(f) the capacity of:
(i) each of the child’s parents; and
(ii) any other person (including any grandparent or other relative of the child); to provide for the needs of the child, including emotional and intellectual needs;

(g) the maturity, sex, lifestyle and background (including lifestyle, culture and traditions) of the child and of either of the child’s parents, and any other characteristics of the child that the court thinks are relevant;

(h) if the child is an Aboriginal child or a Torres Strait Islander child:
(i) the child’s right to enjoy his or her Aboriginal or Torres Strait Islander culture (including the right to enjoy that culture with other people who share that culture); and
(ii) the likely impact any proposed parenting order under this Part will have on that right;
(i) the attitude to the child, and to the responsibilities of parenthood, demonstrated by each of the child’s parents;

(j) any family violence involving the child or a member of the child’s family;

(k) if a family violence order applies, or has applied, to the child or a member of the child’s family–any relevant inferences that can be drawn from the order, taking into account the following:
(i) the nature of the order;
(ii) the circumstances in which the order was made;
(iii) any evidence admitted in proceedings for the order;
(iv) any findings made by the court in, or in proceedings for, the order;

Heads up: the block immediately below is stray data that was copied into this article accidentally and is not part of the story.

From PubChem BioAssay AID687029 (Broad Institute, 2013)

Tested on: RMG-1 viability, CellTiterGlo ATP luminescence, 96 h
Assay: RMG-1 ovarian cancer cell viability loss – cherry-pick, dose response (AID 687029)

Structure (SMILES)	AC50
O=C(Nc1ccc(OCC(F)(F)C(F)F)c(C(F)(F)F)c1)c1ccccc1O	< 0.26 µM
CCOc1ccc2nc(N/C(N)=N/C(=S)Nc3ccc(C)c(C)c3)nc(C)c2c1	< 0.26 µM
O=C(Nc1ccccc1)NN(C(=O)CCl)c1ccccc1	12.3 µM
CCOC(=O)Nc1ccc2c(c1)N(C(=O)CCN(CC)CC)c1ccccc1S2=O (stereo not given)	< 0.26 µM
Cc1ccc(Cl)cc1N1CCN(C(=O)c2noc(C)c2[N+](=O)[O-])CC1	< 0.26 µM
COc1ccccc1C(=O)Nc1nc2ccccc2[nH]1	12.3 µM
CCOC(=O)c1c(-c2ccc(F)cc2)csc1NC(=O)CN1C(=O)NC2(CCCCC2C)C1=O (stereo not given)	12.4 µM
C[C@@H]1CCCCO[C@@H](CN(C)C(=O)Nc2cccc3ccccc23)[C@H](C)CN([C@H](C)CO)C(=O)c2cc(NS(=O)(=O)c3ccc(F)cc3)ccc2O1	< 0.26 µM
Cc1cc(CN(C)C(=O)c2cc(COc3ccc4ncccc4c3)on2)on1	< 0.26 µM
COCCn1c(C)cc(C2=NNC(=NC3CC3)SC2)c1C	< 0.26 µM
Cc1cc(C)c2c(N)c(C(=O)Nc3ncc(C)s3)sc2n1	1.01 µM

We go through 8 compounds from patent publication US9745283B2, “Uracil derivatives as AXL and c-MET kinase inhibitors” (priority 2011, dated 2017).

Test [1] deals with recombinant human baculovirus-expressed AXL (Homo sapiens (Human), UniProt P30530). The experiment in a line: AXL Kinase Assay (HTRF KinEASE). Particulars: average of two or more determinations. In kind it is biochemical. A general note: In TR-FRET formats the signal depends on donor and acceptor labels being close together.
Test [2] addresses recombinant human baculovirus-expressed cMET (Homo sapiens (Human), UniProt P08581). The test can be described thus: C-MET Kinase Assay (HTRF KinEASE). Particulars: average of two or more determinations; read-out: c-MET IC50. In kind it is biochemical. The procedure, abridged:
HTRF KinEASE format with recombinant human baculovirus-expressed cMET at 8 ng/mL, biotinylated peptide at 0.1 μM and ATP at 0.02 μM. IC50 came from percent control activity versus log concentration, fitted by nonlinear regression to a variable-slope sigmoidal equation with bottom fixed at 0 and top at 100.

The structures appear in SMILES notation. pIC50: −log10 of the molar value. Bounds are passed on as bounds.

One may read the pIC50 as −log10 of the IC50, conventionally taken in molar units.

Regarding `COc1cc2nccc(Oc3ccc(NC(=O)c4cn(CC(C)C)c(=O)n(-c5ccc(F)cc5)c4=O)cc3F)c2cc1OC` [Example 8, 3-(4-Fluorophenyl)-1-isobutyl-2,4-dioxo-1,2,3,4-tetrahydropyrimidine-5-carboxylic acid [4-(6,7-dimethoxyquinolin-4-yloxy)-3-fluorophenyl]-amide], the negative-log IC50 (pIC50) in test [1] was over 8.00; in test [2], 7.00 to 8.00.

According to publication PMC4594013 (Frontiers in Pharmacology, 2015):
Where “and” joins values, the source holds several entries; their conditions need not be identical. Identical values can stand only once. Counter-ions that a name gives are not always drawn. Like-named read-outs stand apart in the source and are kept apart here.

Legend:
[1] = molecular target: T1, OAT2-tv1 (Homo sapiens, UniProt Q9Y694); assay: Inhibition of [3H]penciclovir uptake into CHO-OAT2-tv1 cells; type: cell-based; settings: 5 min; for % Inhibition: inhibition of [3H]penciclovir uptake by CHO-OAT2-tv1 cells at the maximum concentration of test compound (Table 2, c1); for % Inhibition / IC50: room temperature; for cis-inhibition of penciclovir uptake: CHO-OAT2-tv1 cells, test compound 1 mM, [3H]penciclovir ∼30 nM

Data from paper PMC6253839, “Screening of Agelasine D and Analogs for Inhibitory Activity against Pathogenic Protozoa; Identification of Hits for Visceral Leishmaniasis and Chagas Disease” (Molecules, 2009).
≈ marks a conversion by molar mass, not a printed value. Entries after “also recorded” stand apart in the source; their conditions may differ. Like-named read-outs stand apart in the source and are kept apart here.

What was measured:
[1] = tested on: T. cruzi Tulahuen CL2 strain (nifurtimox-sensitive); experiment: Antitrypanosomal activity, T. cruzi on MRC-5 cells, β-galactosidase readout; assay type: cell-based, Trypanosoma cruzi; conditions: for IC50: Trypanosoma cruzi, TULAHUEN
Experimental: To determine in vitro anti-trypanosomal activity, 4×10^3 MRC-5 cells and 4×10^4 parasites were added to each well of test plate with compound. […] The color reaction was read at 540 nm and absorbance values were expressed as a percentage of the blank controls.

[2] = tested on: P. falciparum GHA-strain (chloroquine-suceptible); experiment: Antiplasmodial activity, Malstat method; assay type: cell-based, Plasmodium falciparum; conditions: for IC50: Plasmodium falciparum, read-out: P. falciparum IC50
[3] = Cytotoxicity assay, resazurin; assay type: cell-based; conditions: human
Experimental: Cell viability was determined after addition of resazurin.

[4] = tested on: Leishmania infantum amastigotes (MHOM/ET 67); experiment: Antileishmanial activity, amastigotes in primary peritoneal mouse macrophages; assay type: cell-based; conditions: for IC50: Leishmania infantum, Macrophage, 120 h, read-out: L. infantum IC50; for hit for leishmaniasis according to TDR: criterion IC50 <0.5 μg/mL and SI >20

(v) any other relevant matter;

(l) whether it would be preferable to make the order that would be least likely to lead to the institution of further proceedings in relation to the child;

(m) any other fact or circumstance that the court thinks is relevant.

Consent orders

(5) If the court is considering whether to make an order with the consent of all the parties to the proceedings, the court may, but is not required to, have regard to all or any of the matters set out in subsection (2) or (3).

Right to enjoy Aboriginal or Torres Strait Islander culture

(6) For the purposes of paragraph (3)(h), an Aboriginal child’s or a Torres Strait Islander child’s right to enjoy his or her Aboriginal or Torres Strait Islander culture includes the right:

(a) to maintain a connection with that culture; and

(b) to have the support, opportunity and encouragement necessary:
(i) to explore the full extent of that culture, consistent with the child’s age and developmental level and the child’s views; and
(ii) to develop a positive appreciation of that culture.